(I do recall quite clearly that the tree in question was found to be full of human skulls, so the double incorrect word choice besides the point, the kid was still wrong about that tree’s “diet.”)

That’s not to say that cannibalistic creatures would not also be man-eaters, just that that isn’t what the word means.
And there’s no way to tell whether this is the author using the wrong word for the purpose, or that the character is. There’s usually nothing else in these stories to suggest that the author–or the character–typically misuses different words, just that one instance with that one word.

And on the subject of words that are completely wrong for the context, how about one that’s less “nitpick” and more “blatantly annoys me?”
What about “deluxe” sandwiches at burger joints?
Now, I can understand using that word way back when, when burgers (or chicken sandwiches in my case) used to be fairly plain, and the lettuce and tomato on the “deluxe” version simply wasn’t provided on the regular cheaper kind.
But not any more. Rare is the sandwich without those toppings, and therefore rare is the need for a “deluxe” sandwich that adds only those toppings.
Deluxe means luxurious. And there is nothing luxurious about a sandwich with a poorer cut of meat, full of gristle, and fewer toppings than what the restaurant previously carried (like many of McDonald’s apparently disappearing Premium Chicken sandwich options like the Ranch BLT that I prefer), yet still costs just as much as that previous offering.
Or the “Ultimate” Chicken Grill at Wendy’s. Ultimate means “final” or “best”… so why  does Wendy’s bother promoting their Asiago, or any other kind of chicken sandwich, if they themselves believe that their plain “chicken lettuce and tomato” with no other toppings is better than anything else they could ever make?

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Places to See and Souvenirs to Find

So I was talking with some relatives and family friends about the State Quarters a while back, and it got me thinking about traveling.

Assuming, for sake of argument, that you had the time and money to go anywhere they wanted, how would you choose where to go next?
And what would you consider an ideal souvenir when you got there?

State Quarters and Random Destinations

The family friends had mentioned using the State and National Park quarters to make such a choice–when it’s time to go on a trip, you look through your pocket change, and you pick your destination from whichever states or parks are represented.
That may be fine if you’re willing to visit a random destination, and if you’re keeping your travels within the country.

But what if you want to go someplace specific? What if you want to visit another country?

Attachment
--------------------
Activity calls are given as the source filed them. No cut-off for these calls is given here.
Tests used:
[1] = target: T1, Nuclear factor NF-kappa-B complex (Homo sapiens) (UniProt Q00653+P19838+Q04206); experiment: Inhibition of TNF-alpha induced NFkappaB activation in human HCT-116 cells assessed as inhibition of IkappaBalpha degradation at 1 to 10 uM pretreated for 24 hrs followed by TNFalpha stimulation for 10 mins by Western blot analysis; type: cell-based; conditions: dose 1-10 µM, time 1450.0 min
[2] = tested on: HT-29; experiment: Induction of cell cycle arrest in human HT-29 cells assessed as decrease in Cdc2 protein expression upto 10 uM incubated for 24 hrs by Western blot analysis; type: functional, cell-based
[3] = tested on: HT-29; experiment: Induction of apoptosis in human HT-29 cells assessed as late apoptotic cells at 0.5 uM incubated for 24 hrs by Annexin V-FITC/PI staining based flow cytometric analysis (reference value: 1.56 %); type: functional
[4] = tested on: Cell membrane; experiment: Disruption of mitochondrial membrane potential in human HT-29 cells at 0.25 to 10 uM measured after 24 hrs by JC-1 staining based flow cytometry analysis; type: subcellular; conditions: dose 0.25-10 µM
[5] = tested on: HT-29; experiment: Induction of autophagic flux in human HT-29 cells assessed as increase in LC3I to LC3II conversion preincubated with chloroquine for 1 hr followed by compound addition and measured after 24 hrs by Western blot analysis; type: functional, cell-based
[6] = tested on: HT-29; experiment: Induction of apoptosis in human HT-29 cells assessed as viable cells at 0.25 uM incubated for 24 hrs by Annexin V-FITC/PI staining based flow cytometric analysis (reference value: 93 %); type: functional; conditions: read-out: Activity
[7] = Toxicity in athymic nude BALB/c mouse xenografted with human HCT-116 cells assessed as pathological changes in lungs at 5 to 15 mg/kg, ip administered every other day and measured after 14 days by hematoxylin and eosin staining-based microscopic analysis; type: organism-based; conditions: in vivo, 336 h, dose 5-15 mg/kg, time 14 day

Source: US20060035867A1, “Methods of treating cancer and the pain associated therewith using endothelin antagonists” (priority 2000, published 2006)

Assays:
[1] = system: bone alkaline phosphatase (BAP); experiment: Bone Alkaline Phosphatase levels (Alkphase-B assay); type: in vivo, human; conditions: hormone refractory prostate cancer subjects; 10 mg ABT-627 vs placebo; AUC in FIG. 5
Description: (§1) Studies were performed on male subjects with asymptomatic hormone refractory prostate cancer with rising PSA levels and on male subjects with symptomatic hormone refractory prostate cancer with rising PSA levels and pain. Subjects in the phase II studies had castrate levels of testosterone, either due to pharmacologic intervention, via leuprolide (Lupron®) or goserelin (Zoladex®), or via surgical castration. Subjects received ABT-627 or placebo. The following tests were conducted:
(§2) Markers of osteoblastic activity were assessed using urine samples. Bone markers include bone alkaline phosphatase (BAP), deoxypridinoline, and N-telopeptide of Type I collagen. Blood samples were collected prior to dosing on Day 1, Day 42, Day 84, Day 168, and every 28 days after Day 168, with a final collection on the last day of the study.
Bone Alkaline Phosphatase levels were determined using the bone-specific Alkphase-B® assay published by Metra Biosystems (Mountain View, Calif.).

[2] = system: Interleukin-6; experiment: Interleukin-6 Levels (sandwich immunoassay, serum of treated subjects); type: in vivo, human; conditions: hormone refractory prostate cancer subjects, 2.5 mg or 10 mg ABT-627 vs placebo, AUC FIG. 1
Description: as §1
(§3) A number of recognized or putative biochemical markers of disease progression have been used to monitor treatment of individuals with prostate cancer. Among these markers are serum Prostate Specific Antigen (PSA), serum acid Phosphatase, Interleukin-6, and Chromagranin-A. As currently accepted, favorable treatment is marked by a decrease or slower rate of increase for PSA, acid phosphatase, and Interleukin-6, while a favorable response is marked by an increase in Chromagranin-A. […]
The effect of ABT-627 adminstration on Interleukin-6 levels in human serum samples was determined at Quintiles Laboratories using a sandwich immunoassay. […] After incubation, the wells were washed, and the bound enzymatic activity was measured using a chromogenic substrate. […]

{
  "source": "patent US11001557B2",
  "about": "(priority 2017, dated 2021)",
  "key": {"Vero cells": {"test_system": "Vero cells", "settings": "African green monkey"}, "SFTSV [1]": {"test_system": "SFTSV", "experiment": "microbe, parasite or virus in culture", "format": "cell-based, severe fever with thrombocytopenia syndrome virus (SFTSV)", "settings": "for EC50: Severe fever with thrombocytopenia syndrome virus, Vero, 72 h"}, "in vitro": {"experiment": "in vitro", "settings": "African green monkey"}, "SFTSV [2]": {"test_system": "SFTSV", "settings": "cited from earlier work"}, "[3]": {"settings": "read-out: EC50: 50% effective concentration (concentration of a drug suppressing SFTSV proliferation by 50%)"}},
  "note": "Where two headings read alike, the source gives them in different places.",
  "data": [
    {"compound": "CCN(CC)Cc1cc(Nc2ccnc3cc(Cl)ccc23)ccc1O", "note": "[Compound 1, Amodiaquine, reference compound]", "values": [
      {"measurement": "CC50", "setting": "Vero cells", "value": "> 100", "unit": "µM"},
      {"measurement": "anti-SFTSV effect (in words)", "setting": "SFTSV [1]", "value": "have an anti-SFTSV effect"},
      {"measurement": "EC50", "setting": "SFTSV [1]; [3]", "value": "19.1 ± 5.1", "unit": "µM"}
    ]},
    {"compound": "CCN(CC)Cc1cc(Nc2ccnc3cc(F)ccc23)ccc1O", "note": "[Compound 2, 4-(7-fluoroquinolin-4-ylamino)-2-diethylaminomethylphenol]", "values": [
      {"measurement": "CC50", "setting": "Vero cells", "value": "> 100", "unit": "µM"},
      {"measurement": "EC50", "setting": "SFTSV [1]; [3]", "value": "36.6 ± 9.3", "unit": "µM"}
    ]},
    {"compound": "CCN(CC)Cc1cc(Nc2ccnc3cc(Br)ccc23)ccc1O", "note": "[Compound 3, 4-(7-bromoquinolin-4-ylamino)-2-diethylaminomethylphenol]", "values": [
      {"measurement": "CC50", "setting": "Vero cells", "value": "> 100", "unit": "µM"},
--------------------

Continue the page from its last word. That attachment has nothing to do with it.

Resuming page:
My idea, then, would reverse this process. My idea is to visit another country, and obtain as a souvenir at least one coin of that place’s currency.

Specific Destinations and Souvenir Coins

The importance of the souvenir would depend on how I’ve obtained it: the best coins are those I acquire in the normal course of my stay, that I receive in my change when making purchases.
We have plenty of such coins from Canada and Germany alike, now I simply need the means and opportunity to visit other countries for the purpose.
Naturally countries that have gone over to a more “global” currency like the Euro would make this more difficult, but I would still try to obtain other coins.

The second, and less desirable, option would be to visit a shop that deals in older coins and buy the ones I want.

A third option, which falls somewhere in between the two, is to be given such a coin by someone else. If a friend or relative has visited the country and I have not, I would be willing to accept such a coin, but I would set it aside, a gift from the list of “places to visit” rather than a souvenir in its own right.
Or if I have visited the country, a coin given by a local–a friend I’ve made while I’m there, or perhaps a hosting family if I am so lucky as to not need a hotel–could work as well as a coin obtained during any normal purchases.

Themed Ornaments

The “coin” idea could happen, funding and free time depending, any time of the year. But there is another souvenir idea that I came up with recently, one that is specific to this time of year.

And that idea is Christmas tree ornaments.
I visit one country, purchase an ornament specific to that country. Visit another country, purchase another such ornament. And so on, until I can make a themed Christmas tree decorated only with those ornaments… and with any others that have sentimental value, of course.

The trick here is that it would either take a long time to collect enough ornaments, would require visiting multiple countries during one Christmas season, or would require finding such ornaments outside of the Christmas season.
Or all three at once. Or, quite possibly, buying such ornaments online if necessary, but like with the coins, the ornaments would really only count as “souvenirs” if I’ve actually visited the country, and as such should only be attempted as a last resort.
But I believe it can be done if someone wants to try it.